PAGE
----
Tui suspends ‘the vast majority’ of operations

Ian Taylor

Tui announced the suspension of the “vast majority” of its operations due to Covid-19 on Sunday. However, Tui UK continued to

operate to a handful of destinations at the start of this week before the Foreign Office advised against all travel on Tuesday. Europe’s largest travel group also

announced it was applying for state aid guarantees and withdrew its profit guidance for the year. In a statement, the company

said: “Tui Group has decided, in line with government guidelines, to suspend the vast majority of all travel operations until further notice, including package travel, cruises and hotel operations.” A Tui spokesman explained:

“We are still operating in the sense we are bringing back customers, which is a huge operation, and bringing back cruise customers,


Total in cash and credit facilities available to Tui

for example from the Caribbean.” He added: “When we made the

announcement, Tui Germany and Tui UK could still operate to Egypt, Cape Verde and Mexico. Then Germany recommended against travel abroad, so Tui Germany has ceased all operations. The UK was ‘last man standing’ to destinations which remained open.” The Tui statement made clear:

“The group has cash and available facilities of approximately €1.4 billion.” It added: “We are taking

substantial cost measures [and] have decided to apply for state aid guarantees to support the business until normal operations are resumed.” The spokesman confirmed: “We

are stopping all investment, suspending large-scale projects, cutting external

Tui Group

chief executive Fritz Joussen

consultants and all unnecessary spending and discussing reducing staff hours country by country. “We are talking with the German

government [about state aid]. We have a credit facility of €1.4 billion, but it’s not easy to anticipate how long this will take. To ensure we have the facilities to go through a longer time, we are also seeking state aid. The German government has said, ‘No company should go bust because of this situation’.”

BA signals job cuts to ensure carrier’s ‘survival’

British Airways chief executive Alex Cruz has warned staff the airline is “under immense pressure” and is poised to cut jobs. Cruz issued a video message to

staff on Friday warning the airline industry faces a “crisis of global pro- portions like no other we’ve known”. The carrier would be forced to

lay off staff, suspend routes and ground aircraft, Cruz said, adding: “We will have to react fast. We are suspending routes and will be parking aircraft in a way we have never had to do before.” He warned of job cuts “perhaps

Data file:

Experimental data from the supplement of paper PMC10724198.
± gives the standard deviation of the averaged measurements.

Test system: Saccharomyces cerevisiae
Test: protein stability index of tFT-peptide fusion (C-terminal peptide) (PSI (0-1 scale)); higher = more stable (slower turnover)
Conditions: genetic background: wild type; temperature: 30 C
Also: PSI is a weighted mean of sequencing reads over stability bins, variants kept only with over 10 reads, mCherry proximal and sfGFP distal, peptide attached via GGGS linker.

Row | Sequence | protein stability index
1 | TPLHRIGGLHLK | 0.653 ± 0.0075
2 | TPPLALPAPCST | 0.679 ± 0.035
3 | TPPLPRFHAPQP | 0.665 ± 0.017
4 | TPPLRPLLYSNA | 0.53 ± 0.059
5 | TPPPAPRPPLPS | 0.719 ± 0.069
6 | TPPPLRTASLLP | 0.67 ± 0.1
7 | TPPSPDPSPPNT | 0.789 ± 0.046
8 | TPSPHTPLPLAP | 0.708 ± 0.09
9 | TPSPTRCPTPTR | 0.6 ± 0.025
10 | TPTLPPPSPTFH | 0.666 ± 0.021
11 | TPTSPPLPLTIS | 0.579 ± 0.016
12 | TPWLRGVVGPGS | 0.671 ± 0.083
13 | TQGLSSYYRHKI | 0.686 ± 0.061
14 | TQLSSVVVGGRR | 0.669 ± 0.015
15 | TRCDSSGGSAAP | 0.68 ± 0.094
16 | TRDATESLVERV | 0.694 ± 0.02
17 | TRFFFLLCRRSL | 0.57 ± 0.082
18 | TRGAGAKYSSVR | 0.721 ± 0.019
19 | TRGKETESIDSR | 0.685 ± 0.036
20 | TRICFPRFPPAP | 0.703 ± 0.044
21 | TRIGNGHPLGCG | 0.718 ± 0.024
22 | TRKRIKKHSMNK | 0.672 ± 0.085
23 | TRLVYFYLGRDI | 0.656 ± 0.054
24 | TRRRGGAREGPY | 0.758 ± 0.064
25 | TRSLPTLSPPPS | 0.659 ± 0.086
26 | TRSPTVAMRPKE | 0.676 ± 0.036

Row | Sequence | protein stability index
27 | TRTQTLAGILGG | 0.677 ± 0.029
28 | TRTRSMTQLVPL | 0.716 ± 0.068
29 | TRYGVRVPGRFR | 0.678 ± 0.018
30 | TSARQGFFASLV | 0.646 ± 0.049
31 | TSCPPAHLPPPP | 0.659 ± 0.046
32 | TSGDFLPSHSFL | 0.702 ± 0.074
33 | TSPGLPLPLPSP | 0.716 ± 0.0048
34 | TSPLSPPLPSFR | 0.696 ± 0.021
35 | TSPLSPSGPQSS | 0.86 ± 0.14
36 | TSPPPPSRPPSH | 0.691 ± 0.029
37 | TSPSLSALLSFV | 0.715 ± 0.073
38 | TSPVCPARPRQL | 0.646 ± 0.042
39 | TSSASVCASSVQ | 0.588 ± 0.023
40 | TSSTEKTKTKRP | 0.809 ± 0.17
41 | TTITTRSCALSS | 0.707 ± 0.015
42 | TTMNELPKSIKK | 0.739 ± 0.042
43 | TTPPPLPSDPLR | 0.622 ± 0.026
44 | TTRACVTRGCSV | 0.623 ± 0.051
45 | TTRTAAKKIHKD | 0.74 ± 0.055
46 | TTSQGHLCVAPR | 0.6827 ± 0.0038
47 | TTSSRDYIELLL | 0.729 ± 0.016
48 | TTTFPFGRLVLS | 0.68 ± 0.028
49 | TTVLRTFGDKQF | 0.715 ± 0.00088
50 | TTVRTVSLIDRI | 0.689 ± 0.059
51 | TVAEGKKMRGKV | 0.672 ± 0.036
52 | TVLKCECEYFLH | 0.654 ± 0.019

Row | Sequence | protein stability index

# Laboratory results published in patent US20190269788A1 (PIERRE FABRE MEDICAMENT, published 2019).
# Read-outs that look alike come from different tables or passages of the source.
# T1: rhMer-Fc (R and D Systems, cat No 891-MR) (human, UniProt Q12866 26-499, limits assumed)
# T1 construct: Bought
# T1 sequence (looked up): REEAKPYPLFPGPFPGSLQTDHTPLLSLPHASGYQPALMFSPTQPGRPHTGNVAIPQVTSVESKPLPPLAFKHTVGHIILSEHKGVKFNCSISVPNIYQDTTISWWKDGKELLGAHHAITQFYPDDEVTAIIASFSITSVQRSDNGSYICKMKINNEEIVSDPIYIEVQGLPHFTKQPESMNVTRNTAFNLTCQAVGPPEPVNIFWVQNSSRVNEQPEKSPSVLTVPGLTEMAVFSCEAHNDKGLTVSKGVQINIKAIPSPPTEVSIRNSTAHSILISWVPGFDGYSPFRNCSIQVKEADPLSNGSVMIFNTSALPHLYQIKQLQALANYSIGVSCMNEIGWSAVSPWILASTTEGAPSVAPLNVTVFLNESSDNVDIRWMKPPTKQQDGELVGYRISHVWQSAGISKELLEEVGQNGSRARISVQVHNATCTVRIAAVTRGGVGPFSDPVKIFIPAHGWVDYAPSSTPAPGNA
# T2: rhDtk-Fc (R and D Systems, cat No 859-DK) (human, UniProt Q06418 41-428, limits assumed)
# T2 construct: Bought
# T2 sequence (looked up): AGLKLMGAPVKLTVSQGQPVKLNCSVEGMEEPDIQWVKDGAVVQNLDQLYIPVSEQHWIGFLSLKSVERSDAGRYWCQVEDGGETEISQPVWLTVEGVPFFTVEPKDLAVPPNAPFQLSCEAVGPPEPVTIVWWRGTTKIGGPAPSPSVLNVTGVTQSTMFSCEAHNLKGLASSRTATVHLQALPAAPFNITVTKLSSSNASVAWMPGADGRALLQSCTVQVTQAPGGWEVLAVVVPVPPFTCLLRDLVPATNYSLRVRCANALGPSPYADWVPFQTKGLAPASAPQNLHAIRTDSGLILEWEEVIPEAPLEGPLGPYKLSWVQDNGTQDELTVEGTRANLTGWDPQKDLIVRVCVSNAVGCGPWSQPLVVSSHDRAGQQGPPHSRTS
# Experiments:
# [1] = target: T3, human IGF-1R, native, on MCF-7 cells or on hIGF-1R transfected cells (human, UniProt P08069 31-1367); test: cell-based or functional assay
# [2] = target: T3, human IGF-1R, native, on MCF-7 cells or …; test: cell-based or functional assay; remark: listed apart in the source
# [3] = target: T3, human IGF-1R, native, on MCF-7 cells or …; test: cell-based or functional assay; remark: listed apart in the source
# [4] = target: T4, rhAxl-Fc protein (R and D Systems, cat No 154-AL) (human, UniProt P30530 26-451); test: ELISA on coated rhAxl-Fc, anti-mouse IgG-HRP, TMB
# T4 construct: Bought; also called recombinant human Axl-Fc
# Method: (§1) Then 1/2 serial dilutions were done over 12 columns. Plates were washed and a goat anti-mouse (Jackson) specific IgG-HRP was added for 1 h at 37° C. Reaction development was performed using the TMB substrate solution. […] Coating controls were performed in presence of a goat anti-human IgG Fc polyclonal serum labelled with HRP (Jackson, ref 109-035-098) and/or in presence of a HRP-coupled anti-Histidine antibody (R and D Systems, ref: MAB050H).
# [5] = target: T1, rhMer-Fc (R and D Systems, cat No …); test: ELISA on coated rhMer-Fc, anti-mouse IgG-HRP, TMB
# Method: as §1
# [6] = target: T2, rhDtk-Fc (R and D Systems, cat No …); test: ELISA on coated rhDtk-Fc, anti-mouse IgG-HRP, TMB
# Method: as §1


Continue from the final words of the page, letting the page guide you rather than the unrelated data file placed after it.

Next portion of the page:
for a short period, perhaps longer term” in the message headlined “The survival of British Airways”. BA declined to comment on the

extent of lay-offs.

BA is grounding aircraft


The Covid-19 public health emergency poses unprecedented challenges. The pace of events makes almost any declaration of policy irrelevant within hours. The prime minister’s statement

on March 12 included two key points on the likely duration of the crisis: “The most dangerous period is some weeks away [and] we can act to stretch the peak over a longer period.” Chief scientific advisor

Sir Patrick Valance noted of Britain: “We are about four weeks behind Italy and other countries in Europe. We can’t stop everybody getting it [the virus].” Any business leader hoping for an early resolution had better think again. This crisis will extend into May and probably June at least. However, the experience

of China, now in its fourth month of crisis, shows improvement will come. It spent December in denial before taking increasingly

serious steps to control the epidemic. By the end of February, the authorities appeared to be gaining control. For now, businesses need to

demonstrate the utmost flexibility, not just towards customers but towards each other. Agents and tour operators could do with a lot more assistance and information from airlines for a start. Businesses need to survive and

therefore to conserve cash. A recession appears inevitable, as do business failures. The government and Bank of England announced a

raft of measures to help business – especially smaller businesses – last week. However, the government should suspend all demands for cash and free up lending across the board. We would all do well to speculate

less and prepare more based on information from official sources. This will be over in a few months. Demand will return. We need to aid those at risk and do what is necessary to be around for the upturn.

Ian Taylor, executive editor 19 MARCH 2020 47

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